Alvvays – Antisocialites 

Tuesday 05th, September 2017 / 13:59

 

By Liam Prost

ROYAL MOUNTAIN RECORDS

When Alvvays burst onto the scene, it was a perfect conduit between stadium pop-rock and the grimey and brittle toned indie darlings of the mid-10’s. Equal parts Beach House, Mac Demarco, and Tegan and Sara, rounded off with a refined coat of ‘80s synth shimmer. They had a lot going for them, even outside of the fact that frontwoman Molly Rankin is one of those Rankins, and is thus East Coast royalty. After a disappointing, but necessary, relocation from PEI to Toronto, their self-titled debut pushed about as far as a Canadian indie could. The record is an absolute single machine, with catchy pop hook after catchy pop hook. The guitars are brittle, the reverb is dense, the synths are smooth, and Rankin’s electric silver hair sparkles almost as much as her luminous vocals. This band was the full package. 

It’s only been three years, but those songs are burnt into the speakers of every coffee house in Canada, thus, it’s about time for a few new ones. Hence, Antisocialites: an extremely polished sophomore release that hits fast, but arcs strongly. 

It’s a much stronger front-to-back listen than its forebear, but the trade-off is that there are markedly fewer shimmering hooks. For each fluttery and beautiful pop anthem like “Dreams Tonite” there is a stuttering and unfamiliar indie exercise like “Hey.” The rougher tracks are by no means inaccessible, but rather just divergent enough to add shape to the album.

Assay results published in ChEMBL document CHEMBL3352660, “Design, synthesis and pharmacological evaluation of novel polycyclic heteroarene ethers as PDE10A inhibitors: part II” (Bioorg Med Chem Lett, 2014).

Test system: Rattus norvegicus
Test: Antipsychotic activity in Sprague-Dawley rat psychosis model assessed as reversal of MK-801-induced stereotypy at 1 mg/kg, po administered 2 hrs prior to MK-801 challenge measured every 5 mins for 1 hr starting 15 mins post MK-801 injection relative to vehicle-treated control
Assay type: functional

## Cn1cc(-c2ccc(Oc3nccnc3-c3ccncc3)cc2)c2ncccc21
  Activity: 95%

The least comfortable songs are the most interesting on the record. Things slow down in the second half, with the sparkly clean tonality giving way to some careful grit in the low end of the mix. Of note is the beautiful and restrained closer “Forget About Life,” with its rolling percussion, off-time guitar chords, and intermittent discordant noises, echoing the lifestyle of disarray the song half-heartedly celebrates. “Already Gone” is perhaps the most melancholic tracks on the record, a starry-eyed song with a slowly building wall of noisy harmony. 

The second half is tremendous, but is made all the stronger in conversation with the whopping one-two-three punch of “In Undertow,” “Dreams Tonite,” and “Plimsoll Punks,” the brightest and biggest songs on the record, not coincidentally the first three songs released. It’s hard to say that the biggest moments on Antisocialites top the pop genius of their debut, but they certainly come close, and the album experience is strong enough to keep neo-millenials running in slow motion through urban sidestreets to these songs for years to come.

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